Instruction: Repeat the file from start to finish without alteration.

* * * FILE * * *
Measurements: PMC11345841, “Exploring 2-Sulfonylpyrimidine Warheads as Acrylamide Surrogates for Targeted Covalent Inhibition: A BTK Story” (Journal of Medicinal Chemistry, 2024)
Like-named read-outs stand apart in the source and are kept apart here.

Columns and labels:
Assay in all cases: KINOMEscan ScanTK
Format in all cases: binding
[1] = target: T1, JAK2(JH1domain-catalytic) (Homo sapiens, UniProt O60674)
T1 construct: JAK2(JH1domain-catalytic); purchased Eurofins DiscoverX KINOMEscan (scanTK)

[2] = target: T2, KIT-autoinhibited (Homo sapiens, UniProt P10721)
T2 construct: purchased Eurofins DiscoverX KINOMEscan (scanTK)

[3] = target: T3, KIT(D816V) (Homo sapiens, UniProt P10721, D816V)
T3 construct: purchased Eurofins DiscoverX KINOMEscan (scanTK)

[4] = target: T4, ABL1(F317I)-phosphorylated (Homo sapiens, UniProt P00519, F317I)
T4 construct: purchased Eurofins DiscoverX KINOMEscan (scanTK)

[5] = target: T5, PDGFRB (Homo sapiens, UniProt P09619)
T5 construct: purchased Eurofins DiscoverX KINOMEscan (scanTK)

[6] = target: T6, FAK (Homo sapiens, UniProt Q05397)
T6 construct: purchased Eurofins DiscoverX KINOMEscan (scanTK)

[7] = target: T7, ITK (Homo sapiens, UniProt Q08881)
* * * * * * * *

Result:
Measurements: PMC11345841, “Exploring 2-Sulfonylpyrimidine Warheads as Acrylamide Surrogates for Targeted Covalent Inhibition: A BTK Story” (Journal of Medicinal Chemistry, 2024)
Like-named read-outs stand apart in the source and are kept apart here.

Columns and labels:
Assay in all cases: KINOMEscan ScanTK
Format in all cases: binding
[1] = target: T1, JAK2(JH1domain-catalytic) (Homo sapiens, UniProt O60674)
T1 construct: JAK2(JH1domain-catalytic); purchased Eurofins DiscoverX KINOMEscan (scanTK)

[2] = target: T2, KIT-autoinhibited (Homo sapiens, UniProt P10721)
T2 construct: purchased Eurofins DiscoverX KINOMEscan (scanTK)

[3] = target: T3, KIT(D816V) (Homo sapiens, UniProt P10721, D816V)
T3 construct: purchased Eurofins DiscoverX KINOMEscan (scanTK)

[4] = target: T4, ABL1(F317I)-phosphorylated (Homo sapiens, UniProt P00519, F317I)
T4 construct: purchased Eurofins DiscoverX KINOMEscan (scanTK)

[5] = target: T5, PDGFRB (Homo sapiens, UniProt P09619)
T5 construct: purchased Eurofins DiscoverX KINOMEscan (scanTK)

[6] = target: T6, FAK (Homo sapiens, UniProt Q05397)
T6 construct: purchased Eurofins DiscoverX KINOMEscan (scanTK)

[7] = target: T7, ITK (Homo sapiens, UniProt Q08881)